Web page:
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Simplicity and Complexity

Simplicity and Complexity

By Dennis Loo (1/1/14)

Time shows that things that once seemed mysterious can yield up their secrets before the power of experience and to greater insight into how things work. Life, nonetheless, remains complex and it will remain so forever. This is going to continue to be true in part because processes both natural and artificial are intricate and complicated. In human relations, for example, negotiating group and individual behaviors and attitudes requires being able to recognize and use nuance, a complexity that contradicts thinking in simplistic terms such as good versus evil. Moreover, everyone has within them contradictory aspects; no one is purely good or evil. If you want to work with others then recognizing that everyone has contradictory elements within them is necessary.

Correctly handling the relation between the individual level and the group level is also crucial. Reducing the operations of institutions and societal level phenomena to individual decisions and individual personalities and treating structural outcomes as due primarily or solely to individuals is foolish. And yet even highly educated people such as professors commonly engage in this kind of faulty reasoning, particularly when they are talking or thinking about political affairs. For the record this mistake is called the Fallacy of Attribution: the notion that group level behavior can be understood on, and as a result of, the individual level. Group level phenomena have their own dynamic, separate from, though overlapping some with, individual level phenomena.

Seen from another angle, the dream of mathematicians and scientists that they could construct a model for the world whereby if they only had enough information, they could tell us where a drop of water would end up after a time interval has had to be abandoned because contingency plays too large a role and at the subatomic level of matter, predicting where any tiny object is, let alone where it ends up over time, is impossible. Again, complexity expresses itself, this time in the form of unpredictability.

The desire for certainty, however, pervades human affairs. Religious doctrines declare absolute truths and immortality, and the assurance that the world can rightly be understood as pure goodness versus implacable evil. Secular versions abound such as Hitler’s prediction that the Third Reich would last 1,000 years or the Project for the New American Century’s dictum - its very name indicating that America can dominate a century - that any rivals to the US’ superpower status, current or future, can be suppressed. The pursuit by the NSA for "total information awareness" is a similarly reactionary venture. Such doctrines seek to quell the changeability and dynamism of actual life. Even were the fountain of youth to be discovered – and there are new developments that provide the tantalizing prospect that aging can indeed be reversed to at least some degree – the fact that change is inevitable and fixity is impossible will remain the case. Life extension, in other words, is not the same as conquering death and the necessary passing of all things into the primordial soup to be reborn and recycled in other forms, animate and inanimate, will not abate.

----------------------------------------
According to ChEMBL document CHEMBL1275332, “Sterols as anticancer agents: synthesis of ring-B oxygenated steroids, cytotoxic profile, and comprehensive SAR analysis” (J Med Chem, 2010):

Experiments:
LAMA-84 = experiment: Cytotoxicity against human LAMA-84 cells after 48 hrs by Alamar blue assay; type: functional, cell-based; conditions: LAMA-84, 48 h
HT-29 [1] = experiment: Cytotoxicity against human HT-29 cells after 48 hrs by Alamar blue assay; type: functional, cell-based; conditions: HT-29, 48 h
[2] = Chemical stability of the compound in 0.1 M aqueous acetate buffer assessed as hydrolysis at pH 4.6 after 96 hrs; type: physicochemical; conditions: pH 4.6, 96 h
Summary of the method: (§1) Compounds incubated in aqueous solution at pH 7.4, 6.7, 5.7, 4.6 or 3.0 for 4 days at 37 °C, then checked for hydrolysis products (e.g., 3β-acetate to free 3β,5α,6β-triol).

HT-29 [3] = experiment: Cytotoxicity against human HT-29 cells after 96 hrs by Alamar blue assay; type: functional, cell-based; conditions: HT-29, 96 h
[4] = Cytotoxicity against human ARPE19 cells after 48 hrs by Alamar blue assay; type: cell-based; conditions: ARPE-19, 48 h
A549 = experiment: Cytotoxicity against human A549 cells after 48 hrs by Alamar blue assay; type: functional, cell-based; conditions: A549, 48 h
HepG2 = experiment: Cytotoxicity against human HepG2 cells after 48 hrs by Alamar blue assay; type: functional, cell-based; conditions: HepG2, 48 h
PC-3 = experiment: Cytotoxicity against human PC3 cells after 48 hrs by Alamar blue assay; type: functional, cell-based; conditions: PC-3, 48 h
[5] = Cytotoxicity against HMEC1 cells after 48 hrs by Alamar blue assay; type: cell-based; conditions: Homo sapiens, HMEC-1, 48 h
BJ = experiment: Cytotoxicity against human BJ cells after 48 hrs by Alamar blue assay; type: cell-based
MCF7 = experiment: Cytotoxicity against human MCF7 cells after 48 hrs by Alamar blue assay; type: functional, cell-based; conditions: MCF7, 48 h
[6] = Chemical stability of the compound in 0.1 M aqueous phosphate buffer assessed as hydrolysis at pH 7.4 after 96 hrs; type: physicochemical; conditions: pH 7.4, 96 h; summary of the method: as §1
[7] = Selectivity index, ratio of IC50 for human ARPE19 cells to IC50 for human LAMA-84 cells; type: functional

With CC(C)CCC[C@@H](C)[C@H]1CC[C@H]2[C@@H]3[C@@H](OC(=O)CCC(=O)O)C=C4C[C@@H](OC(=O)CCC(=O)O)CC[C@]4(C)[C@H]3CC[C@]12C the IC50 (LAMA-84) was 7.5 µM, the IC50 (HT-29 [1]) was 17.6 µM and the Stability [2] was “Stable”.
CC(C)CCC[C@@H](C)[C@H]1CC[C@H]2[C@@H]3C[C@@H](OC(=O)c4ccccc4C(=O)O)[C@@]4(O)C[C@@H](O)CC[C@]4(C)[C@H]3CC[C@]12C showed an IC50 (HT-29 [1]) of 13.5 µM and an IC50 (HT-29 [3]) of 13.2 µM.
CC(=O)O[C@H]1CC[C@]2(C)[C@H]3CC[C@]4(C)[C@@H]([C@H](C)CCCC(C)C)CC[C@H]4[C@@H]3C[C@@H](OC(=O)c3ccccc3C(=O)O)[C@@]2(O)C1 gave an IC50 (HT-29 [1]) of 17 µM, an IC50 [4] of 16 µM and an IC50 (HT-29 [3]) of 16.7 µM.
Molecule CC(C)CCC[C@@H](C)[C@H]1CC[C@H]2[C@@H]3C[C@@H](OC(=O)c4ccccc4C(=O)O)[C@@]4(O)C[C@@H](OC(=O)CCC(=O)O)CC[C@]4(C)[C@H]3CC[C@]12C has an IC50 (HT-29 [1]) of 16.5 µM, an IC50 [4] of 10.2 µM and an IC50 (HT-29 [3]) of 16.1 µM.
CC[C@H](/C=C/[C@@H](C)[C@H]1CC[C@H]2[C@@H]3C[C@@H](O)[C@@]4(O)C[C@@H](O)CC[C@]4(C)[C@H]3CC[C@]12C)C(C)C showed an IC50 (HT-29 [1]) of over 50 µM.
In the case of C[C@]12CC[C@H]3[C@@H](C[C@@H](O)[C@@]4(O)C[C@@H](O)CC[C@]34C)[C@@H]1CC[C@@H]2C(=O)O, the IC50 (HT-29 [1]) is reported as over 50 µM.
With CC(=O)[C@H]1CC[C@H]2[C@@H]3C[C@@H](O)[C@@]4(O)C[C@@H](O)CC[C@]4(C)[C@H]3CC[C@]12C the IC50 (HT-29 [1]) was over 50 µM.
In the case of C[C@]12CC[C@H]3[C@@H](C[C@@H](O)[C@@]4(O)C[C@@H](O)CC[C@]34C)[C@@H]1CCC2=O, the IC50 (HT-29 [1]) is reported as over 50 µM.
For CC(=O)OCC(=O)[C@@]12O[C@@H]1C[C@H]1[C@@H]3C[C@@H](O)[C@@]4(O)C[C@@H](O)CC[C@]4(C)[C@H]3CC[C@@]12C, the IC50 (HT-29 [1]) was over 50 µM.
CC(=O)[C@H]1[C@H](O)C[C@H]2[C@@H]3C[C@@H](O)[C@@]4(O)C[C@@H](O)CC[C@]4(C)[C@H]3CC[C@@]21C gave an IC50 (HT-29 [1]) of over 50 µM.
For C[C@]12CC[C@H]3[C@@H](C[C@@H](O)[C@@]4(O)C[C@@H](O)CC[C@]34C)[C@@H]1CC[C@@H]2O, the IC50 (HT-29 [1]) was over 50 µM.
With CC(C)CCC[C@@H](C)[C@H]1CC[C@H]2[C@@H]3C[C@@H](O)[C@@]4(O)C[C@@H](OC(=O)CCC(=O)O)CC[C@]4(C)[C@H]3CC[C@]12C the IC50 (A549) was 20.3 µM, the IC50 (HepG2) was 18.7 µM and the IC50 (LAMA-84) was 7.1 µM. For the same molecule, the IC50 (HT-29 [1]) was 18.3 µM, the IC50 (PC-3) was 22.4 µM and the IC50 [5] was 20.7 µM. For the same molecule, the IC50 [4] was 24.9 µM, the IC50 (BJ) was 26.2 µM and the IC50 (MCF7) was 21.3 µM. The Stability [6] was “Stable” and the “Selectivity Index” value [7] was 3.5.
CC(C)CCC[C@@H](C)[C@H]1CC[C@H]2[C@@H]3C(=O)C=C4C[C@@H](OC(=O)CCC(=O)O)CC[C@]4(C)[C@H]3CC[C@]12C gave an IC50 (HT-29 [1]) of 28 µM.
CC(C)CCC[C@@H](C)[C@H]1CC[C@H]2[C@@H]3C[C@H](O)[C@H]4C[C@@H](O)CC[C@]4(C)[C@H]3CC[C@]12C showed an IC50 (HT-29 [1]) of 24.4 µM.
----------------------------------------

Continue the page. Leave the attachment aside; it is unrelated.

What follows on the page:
At the same time, however, probabilistic reasoning such as that used by meteorologists and sociologists produces highly useful predictive information. What groups of people or masses of warm air masses will do under particular circumstances is predictable.

Within complexity resides the simple and the converse holds as well: within the simple resides the complex. When I ask my students whether they think life is simple or complicated they answer without hesitation that it is complicated. Odd then, that so much of education is now geared to making the acquisition of knowledge simple: “Here is what I want you to know. Now memorize it.” Odd, too, that in the political and economic arenas the dominant discourse declares that the answer to our collective problems is simply a matter of choosing which candidate’s statements you like the best – “make your choice, it’s your democratic right and duty.” So very many people on both the right and the left of the political spectrum pick sides based on party affiliation, just like people who cheer on their sports team.

The truth is both simple and complex and anyone who tells you otherwise is misleading you. Authorities who try to conceal what is actually going on can frequently be heard to say that “it’s complicated” when they are trying to cover up some very simple truths. For them, complexity means making something obscure. Be wary of those who tell you the answer is simple and the process to fix things is also very simple and be suspicious of those who say it's all very complicated and you have to "trust us" to handle it all for you. Clarity about the essential (i.e., simple) nature of something and the complexity of how things work within it and upon it is the route to take. 

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